Manchester United determined to stop magical Messi in Champions League final

In a Champions League final packed with stars the brightest may be Lionel Messi. Stopping the Argentinean is something team after team have tried and failed to do, but success and failure for Manchester United may rest on neutralising Barcelona’s mercurial No 10 when the two sides meet on Saturday.

Just how Sir Alex Ferguson goes about minimising Messi’s impact is something the wily old manager has considered, even if the comments in his midweek press conference were an attempt to divert attention elsewhere. Ferguson said: “We’ve played against Barcelona three times with Messi in their team and there’s always a solution to every good player. We recognise they have many other good players, but we have good players too.” The first stage of negating Messi’s influence may be contained in those words – by stressing that Barcelona are not a one man team, Ferguson has already diffused the situation. It will take actions on the field, however, to truly cope with the 2010 FIFA Balon d’Or winner, and the identity of Manchester United’s midfield is where the struggle will be won and lost.

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If, as is rumoured, Ferguson selects Wayne Rooney and Javier Hernandez in attack, the make-up of the midfield is likely to be more reserved, intended to protect the defence rather than probe forward. The pair of Rooney and Hernandez also gives Ferguson an option in midfield – moving Rooney to a wide role and tucking the left-winger inside in a five-man central unit. Simply defending, however, is not an option, and nor is it in United’s make-up. The hard running of Ji-Sung Park and Antonio Valencia may be used to counter Barca’s surges from deep but Darren Fletcher’s fitness – or lack thereof – may be most telling in the Messi conundrum.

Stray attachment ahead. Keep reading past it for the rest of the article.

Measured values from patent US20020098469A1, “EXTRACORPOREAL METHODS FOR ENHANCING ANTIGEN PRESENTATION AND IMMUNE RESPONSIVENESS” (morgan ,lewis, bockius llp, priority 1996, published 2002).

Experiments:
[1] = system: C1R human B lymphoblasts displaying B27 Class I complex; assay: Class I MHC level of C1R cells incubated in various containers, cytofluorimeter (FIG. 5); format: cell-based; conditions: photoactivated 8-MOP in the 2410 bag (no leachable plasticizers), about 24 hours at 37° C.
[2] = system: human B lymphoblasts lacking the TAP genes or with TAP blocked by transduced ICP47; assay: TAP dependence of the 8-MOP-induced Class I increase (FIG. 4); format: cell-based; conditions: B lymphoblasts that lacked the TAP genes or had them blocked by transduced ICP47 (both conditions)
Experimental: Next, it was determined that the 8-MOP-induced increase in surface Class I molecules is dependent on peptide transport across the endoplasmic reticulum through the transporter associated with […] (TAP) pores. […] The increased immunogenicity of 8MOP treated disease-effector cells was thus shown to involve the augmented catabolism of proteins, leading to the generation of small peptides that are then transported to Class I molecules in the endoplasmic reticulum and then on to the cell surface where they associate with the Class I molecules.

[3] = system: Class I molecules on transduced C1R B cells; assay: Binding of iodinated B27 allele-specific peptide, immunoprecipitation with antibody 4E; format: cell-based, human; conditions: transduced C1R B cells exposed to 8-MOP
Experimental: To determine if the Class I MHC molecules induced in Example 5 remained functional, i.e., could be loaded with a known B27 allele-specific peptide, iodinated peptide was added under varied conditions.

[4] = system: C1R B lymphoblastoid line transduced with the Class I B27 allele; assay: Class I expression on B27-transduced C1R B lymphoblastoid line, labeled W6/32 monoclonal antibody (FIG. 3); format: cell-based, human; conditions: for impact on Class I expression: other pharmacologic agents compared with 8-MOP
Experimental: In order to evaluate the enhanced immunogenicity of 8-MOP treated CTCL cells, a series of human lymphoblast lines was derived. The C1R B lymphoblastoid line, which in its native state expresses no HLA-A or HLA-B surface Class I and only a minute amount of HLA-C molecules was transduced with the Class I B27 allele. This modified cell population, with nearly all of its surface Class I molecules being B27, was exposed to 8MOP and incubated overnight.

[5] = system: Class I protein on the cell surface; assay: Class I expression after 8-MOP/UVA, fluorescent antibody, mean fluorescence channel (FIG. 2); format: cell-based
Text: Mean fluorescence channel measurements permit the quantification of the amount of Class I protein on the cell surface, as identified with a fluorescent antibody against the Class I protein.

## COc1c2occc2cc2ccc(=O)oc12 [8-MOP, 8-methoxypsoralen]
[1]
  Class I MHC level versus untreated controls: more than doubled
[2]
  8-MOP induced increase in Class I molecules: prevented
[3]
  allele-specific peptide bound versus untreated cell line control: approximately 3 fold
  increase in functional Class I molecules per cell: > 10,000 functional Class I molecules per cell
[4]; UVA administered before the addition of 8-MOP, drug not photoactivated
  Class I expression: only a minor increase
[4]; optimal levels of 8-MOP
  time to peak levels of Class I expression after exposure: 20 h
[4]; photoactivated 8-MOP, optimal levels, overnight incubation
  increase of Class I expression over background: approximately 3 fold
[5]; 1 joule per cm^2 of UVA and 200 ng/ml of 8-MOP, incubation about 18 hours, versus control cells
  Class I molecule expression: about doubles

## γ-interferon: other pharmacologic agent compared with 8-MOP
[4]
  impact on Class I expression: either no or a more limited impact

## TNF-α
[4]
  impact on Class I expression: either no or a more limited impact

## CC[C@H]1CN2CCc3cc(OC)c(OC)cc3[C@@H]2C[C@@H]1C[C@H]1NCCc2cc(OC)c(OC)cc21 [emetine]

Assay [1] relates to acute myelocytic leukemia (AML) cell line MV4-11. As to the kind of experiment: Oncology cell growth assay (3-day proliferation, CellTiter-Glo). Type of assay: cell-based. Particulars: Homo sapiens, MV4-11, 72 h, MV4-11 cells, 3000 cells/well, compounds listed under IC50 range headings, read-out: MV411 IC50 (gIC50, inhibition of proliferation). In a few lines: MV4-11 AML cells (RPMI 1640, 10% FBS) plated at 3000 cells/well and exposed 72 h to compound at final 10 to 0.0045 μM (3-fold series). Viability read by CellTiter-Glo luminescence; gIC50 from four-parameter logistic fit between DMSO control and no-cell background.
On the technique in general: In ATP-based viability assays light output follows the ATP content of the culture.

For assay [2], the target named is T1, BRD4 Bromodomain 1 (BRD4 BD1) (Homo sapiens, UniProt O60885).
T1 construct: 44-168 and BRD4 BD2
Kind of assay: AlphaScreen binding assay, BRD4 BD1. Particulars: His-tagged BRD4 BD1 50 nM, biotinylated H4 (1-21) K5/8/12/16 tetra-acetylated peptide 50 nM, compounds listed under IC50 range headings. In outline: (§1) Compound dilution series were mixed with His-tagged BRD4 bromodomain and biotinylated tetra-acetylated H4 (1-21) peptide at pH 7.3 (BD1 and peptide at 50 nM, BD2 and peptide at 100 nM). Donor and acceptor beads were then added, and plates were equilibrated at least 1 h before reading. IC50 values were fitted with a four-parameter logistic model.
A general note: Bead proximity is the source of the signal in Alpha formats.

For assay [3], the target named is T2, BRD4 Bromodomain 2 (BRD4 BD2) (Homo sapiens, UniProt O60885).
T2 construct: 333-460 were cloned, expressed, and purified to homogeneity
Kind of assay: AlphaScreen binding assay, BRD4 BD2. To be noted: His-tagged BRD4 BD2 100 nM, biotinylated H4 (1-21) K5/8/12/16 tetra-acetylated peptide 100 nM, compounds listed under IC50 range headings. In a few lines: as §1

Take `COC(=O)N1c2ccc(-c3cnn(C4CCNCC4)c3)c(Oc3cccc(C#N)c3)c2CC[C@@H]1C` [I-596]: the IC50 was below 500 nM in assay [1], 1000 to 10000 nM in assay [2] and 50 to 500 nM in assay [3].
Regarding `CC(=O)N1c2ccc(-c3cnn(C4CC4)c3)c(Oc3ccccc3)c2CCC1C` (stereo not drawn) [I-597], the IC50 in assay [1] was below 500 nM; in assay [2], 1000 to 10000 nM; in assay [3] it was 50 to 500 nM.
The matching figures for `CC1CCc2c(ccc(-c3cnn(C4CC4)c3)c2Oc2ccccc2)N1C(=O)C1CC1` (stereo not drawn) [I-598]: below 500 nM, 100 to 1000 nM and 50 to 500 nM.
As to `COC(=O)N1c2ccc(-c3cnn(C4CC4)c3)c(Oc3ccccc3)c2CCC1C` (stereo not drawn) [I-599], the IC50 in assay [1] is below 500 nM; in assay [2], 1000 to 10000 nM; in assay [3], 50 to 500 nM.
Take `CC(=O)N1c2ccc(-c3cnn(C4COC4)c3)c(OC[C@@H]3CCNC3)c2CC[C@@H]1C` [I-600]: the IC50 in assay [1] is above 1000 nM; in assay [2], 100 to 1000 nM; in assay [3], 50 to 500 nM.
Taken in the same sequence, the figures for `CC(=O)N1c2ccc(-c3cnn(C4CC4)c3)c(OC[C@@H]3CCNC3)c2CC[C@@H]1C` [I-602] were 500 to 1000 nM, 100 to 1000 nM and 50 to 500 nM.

Fletcher missed much of the Premier League run-in through illness and faces a race against time to make the Wembley fixture. The Scotland international was suspended the last time United met Barcelona in the Champions League final, in 2009, and Ferguson noted the last time the two sides met, Messi went dangerously unchecked: “…they went through with Messi running midfield, which made it very difficult for us.” An immensely successful manager such as Ferguson rarely makes the same mistake twice, and possibly having Fletcher available this time after going without the Scotland captain in Rome would at least give Ferguson a tenacious and technically competent midfielder to counteract Messi’s tendency to drop deep. Fletcher’s involvement is far from certain, however, despite the player managing a full 90 minutes against Blackpool at the weekend.

Messi is just one of Barcelona’s raft of high calibre players, many among the best in their position in the world. He is also the chief goal scorer and creator, and getting a handle on the man who more than any fires Barca to success is the key to United’s chances. Easier said than done, of course, but after letting Messi dominate in Rome, United must get it right at Wembley.

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